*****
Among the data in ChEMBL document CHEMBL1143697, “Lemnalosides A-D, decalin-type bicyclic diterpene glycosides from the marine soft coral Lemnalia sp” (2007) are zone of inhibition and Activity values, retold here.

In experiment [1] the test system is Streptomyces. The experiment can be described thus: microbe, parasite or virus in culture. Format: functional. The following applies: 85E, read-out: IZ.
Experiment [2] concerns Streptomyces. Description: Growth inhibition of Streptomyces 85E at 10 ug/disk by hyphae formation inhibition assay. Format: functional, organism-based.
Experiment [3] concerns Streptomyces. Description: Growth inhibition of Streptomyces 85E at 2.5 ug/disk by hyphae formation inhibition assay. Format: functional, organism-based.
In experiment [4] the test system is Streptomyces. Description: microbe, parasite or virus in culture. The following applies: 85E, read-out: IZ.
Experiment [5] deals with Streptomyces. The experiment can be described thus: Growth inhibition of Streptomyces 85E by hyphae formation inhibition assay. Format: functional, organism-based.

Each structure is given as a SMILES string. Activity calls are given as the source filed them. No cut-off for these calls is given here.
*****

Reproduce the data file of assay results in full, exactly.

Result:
Among the data in ChEMBL document CHEMBL1143697, “Lemnalosides A-D, decalin-type bicyclic diterpene glycosides from the marine soft coral Lemnalia sp” (2007) are zone of inhibition and Activity values, retold here.

In experiment [1] the test system is Streptomyces. The experiment can be described thus: microbe, parasite or virus in culture. Format: functional. The following applies: 85E, read-out: IZ.
Experiment [2] concerns Streptomyces. Description: Growth inhibition of Streptomyces 85E at 10 ug/disk by hyphae formation inhibition assay. Format: functional, organism-based.
Experiment [3] concerns Streptomyces. Description: Growth inhibition of Streptomyces 85E at 2.5 ug/disk by hyphae formation inhibition assay. Format: functional, organism-based.
In experiment [4] the test system is Streptomyces. Description: microbe, parasite or virus in culture. The following applies: 85E, read-out: IZ.
Experiment [5] deals with Streptomyces. The experiment can be described thus: Growth inhibition of Streptomyces 85E by hyphae formation inhibition assay. Format: functional, organism-based.

Each structure is given as a SMILES string. Activity calls are given as the source filed them. No cut-off for these calls is given here.